Our interface needs are minor: a text field to enter some state numbers, a text field to display the results, and a button to run the XML-RPC call. Create an XUL file named xml-rpc.xul with the following contents:

<?xml version="1.0"?>
<?xml-stylesheet href="chrome://global/skin/" type="text/css"?>
<!DOCTYPE window>
<window title="XML-RPC States" 
  style="width: 4in; height: 1.5in;">

  <script type="application/x-javascript" src="xml-rpc.js" />

  <vbox flex="1" style="margin: 8px;">
    <text value="Enter a state code:"/>
      <textbox flex="1" rows="1" id="statecodes"/>
      <button label="List States" onclick="listStates( )"/>
    <text value="States:"/>
    <hbox flex="1">
      <textbox flex="1" id="states" multiline="true"/>
</window> Script XMP-RPC with JavaScript

Just as with SOAP and WSDL, your best bet when scripting with XML-RPC is to create a proxy object to hide the communication details from the rest of your script.

This will also make it much easier to switch from XML-RPC to SOAP or some other protocol, should you ever choose to do so.

Create a file named xml-rpc.js with the following contents:

const Cc = Components.classes;
const Ci = Components.interfaces;

var statesProxy = {
  _xmlRpcClient: null,
  get xmlrpc( ) {
    if ( ! this._xmlRpcClient ) {
      this._xmlRpcClient = Cc[";1"]
        .createInstance( Ci.nsIXmlRpcClient );
      return this._xmlRpcClient;
  invoke: function( call, aParams, cb ) {
    this.xmlrpc.init( "" );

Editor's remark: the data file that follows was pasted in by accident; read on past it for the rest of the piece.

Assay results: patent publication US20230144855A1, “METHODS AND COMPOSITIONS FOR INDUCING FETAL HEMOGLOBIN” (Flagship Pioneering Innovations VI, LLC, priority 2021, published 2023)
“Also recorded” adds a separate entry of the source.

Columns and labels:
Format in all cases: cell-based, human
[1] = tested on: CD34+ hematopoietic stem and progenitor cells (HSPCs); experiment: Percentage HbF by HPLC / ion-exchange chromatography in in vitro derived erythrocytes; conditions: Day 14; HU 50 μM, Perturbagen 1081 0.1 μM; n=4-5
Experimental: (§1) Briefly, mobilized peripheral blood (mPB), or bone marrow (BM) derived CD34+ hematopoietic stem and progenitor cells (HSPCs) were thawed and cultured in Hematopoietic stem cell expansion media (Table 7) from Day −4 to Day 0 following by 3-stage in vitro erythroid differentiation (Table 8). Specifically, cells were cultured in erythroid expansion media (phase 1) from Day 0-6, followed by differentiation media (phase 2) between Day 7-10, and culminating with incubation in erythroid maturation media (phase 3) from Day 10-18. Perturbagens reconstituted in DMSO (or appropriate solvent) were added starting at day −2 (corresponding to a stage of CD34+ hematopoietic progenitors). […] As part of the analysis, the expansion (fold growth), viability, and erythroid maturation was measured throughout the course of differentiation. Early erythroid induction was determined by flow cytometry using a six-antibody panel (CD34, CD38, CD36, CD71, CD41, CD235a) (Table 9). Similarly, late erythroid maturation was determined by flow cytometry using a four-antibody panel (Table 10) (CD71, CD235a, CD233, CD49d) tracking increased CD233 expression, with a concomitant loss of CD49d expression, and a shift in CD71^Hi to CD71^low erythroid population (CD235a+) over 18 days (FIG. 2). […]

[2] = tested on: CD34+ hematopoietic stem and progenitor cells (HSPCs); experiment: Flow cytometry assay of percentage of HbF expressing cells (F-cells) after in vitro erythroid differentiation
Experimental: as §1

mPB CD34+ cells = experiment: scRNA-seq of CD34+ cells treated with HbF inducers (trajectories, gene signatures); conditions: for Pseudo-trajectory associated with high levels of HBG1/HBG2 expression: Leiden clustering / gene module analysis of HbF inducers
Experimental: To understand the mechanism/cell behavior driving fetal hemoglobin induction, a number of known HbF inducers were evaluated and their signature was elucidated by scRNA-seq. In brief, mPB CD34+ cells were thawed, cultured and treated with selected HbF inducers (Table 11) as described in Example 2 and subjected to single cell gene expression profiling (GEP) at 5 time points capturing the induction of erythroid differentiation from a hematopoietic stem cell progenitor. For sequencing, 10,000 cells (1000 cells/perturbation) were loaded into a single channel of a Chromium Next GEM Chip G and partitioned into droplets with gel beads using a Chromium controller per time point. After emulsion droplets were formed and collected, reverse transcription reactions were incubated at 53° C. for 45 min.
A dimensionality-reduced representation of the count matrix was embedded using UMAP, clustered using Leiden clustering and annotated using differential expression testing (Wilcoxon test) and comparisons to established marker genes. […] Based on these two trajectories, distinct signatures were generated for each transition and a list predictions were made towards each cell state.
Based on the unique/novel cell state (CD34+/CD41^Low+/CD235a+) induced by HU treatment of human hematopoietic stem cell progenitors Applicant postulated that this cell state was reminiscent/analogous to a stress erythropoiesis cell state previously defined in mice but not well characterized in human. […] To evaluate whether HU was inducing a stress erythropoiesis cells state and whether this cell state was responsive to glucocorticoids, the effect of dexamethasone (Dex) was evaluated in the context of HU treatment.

var Listener = {
      onResult: function( client, ctxt, result ) {
        // assumes result is string
        window[ cb ]( result.QueryInterface( Ci.nsISupportsCString ).data );
      onFault: function( client, ctxt, fault ) { },
      onError: function( client, ctxt, status, errorMsg ) { }
    this.xmlrpc.asyncCall( Listener, null, call, aParams, aParams.length );
  listStates: function( aStateNums ) {
    var xmlrpc = this.xmlrpc;
    var stateList = xmlrpc.createType( xmlrpc.ARRAY, {} );
    var stateCode;
    for ( var i = 0; i < aStateNums.length; i++ ) {
      stateCode = xmlrpc.createType( xmlrpc.INT, {} ); = aStateNums[ i ] - 0;
      stateList.AppendElement( stateCode );
    var params = new Array( stateList );
    this.invoke( "examples.getStateList", params, "listStatesCallback" );

function listStates( ) {
  var sList = document.getElementById( "statecodes" ).value;
  var aStateNums = sList.split( /[, ]+/ );
  statesProxy.listStates( aStateNums );

function listStatesCallback( result ) {
  document.getElementById( "states" ).value = result;
} Create the Firefox extension

Create an extension [Hack #88] and move the XUL and JavaScript file into its content folder. Assuming that the name of your extension is xmlrpc, you can then run your test with the URL chrome://xmlrpc/content/xml-rpc.xul. You can also launch Firefox from the command line with the -chrome switch to open only the XML-RPC window, as follows:

firefox --chrome chrome://xmlrpc/content/xml-rpc.xul

With the XUL open in Firefox, enter some numbers in the first field, separated by commas or spaces. Press the List States button. If all is well, the names of the matching states will appear in the second field, separated by commas, as shown in Figure 6-10.

Figure 6-10. The final, working version of the XML-RPC test file

Seth Dillingham

    Team LiB